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  • Aug
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EWTN priest speaks about Blessed Mother

Posted By August 22, 2013 | 12:03 pm | Lead Story #3

By Tanya Connor

NORTHBOROUGH – The body of Christ conceived in Mary’s womb is the same body Catholics receive in the Eucharist.
Jesuit Father Mitch Pacwa, EWTN TV and radio host, made that point in his talk, “Mary, Mother of the Eucharist,” at St. Bernadette Parish Saturday.
He urged future priests to love the Church as their bride, not view her as their employee, and to have a Marian component to their prayer.
He urged others not to bother priests at prayer.
The Eternal Word Television Network host addressed several topics in his homily at Mass and talk afterward and when taking questions.
“I’m beside myself that Father Mitch turned me on to a new aspect of the Blessed Mother … when he said we were entrusted to her, but also that she was entrusted to us,” said Ron Adair, who attends Mass at St. Benedict’s Center in Harvard. “What does that mean to me? Don’t just use the Blessed Mother to solve my problems, but use myself to solve some of her problems.”
“It was magical, the depth of what he was saying,” said Joshua Rahn, an eighth-grader at St. Bernadette School.
A seminarian asked for Father Pacwa’s guidance, asking about a priest’s role, in light of the talk.
Vatican Council II speaks of priests acting in persona Christi, in the person of Christ, Father Pacwa said.
Christ is the Church’s bridegroom and the priests must love her as their bride, he said. Seeing themselves as professionals and the Church as an institution is the wrong model. He said some loved their ideas more than they loved Christ or the people.
Father Pacwa called for priests to have a maternal relationship with Mary, pray the rosary daily, celebrate Marian Masses on Saturdays and prepare well for Marian feasts. He recommended Father Brian McMaster’s book, “Totus Tuus: A Consecration to Jesus through Mary with Blessed John Paul.”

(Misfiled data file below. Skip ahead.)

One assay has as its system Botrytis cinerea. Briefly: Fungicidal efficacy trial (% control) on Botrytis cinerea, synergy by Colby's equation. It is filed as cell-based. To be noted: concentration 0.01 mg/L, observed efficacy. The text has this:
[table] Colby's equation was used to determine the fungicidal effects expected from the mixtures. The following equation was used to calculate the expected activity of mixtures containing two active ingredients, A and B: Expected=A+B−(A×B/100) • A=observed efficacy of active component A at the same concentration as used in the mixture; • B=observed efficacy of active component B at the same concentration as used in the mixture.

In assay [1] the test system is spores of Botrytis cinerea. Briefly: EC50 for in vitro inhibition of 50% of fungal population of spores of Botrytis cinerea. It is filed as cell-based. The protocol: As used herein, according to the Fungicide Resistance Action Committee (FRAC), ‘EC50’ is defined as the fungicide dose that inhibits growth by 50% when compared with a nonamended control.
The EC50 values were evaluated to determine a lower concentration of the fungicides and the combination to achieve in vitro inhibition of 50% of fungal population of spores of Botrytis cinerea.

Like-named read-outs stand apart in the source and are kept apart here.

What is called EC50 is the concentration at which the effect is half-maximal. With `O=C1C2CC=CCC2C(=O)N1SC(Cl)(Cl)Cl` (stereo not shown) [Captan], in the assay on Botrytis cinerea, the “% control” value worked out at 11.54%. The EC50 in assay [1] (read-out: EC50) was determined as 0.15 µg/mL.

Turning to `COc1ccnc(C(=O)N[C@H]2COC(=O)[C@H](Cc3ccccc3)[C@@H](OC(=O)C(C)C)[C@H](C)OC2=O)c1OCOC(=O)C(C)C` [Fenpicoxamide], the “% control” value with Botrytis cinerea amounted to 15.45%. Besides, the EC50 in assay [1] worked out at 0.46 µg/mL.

Mary is important for understanding virtues, especially chastity, he said.
“You’re Mom and Dad 24-7,” he told parents, and spoke of priests being fathers, not performing a job, though they need time off and must pray.
“When Father is in the chapel saying his prayers, leave him alone,” he told listeners. “If priests are not let alone, they won’t go to the Blessed Sacrament and pray.”
A listener asked whether people of other faiths taking Catholics away from the Catholic Church are doing God’s or the devil’s work.
Father Pacwa said he wanted to trust that they were following their conscience, but that there is a pattern. Ex-Catholics are much more likely to call the Church “The Whore of Babylon,” he said. He said he suspected they might have had a crisis of faith as Catholics, but that the devil also tricks them.
He told of a couple who asked for statues to give to poor people, then smashed the statues.
“This was not from God; this was something based on deceit,” he said.
Many people also leave Protestantism for Catholicism, and he has never heard them call their former denomination “The Whore of Babylon” or known them to smash its sacred items, he said. They love the good they received there, but see that Catholicism completes it. Listeners applauded.
“The Jewish converts I know love Judaism more when they become Catholics,” because now they know it’s the truth, not just culture, Father Pacwa continued.
Converts to the Catholic Church have a peace that contrasts with attitudes of some former Catholics, he said.
In his homily Father Pacwa had talked about the day’s Gospel (Lk 12:49-53) in which Jesus said he had come to set fire to the earth, and to establish division rather than peace.
Contrary to some people’s claims, religion is not the major cause of war; nationalism and atheism have killed millions more, he said.
He spoke of Jesus talking about the fire of the Holy Spirit, who comes down upon the apostles. They did not cause war, but were martyred, as Christians still are.
Father Pacwa said six to eight million Muslims a year become Christians in sub-Sahara Africa. One Muslim said of Christianity, “there’s no revenge,” felt a shackle removed from him and caught Christ’s fire.
Father Pacwa asked the congregation if they want Christ to transform them, if they’ll let him set them on fire to bring him to the culture. Converted Muslims risk their lives to evangelize, he said.
He spoke of forces in society today trying to stop expression of faith in public and of Christians having an effect by employing honesty instead of corruption.
The body conceived in Mary’s womb is what one receives in the Eucharist, which is important today, as many non-Catholics don’t hear sermons on John 6, Father Pacwa said. In that Scripture, Christ says unless people eat his flesh and drink his blood, they have no life. Many can’t accept that, and leave him.
“Mary followed … all the way to Calvary, and we are called to do the same,” he said.
Churches that deny that the Mass is a sacrifice also deny the real presence and exclude Mary, Father Pacwa said.
“At the cross Jesus says to her, ‘Mother, behold your son’ and ‘Son, behold your mother,” and Jesus is entrusting Mary to everyone, he said.
“What you want to do is please God like Mary at the cross,” Father Pacwa said, and spoke of being a source of transformation not only for the Church, but the culture.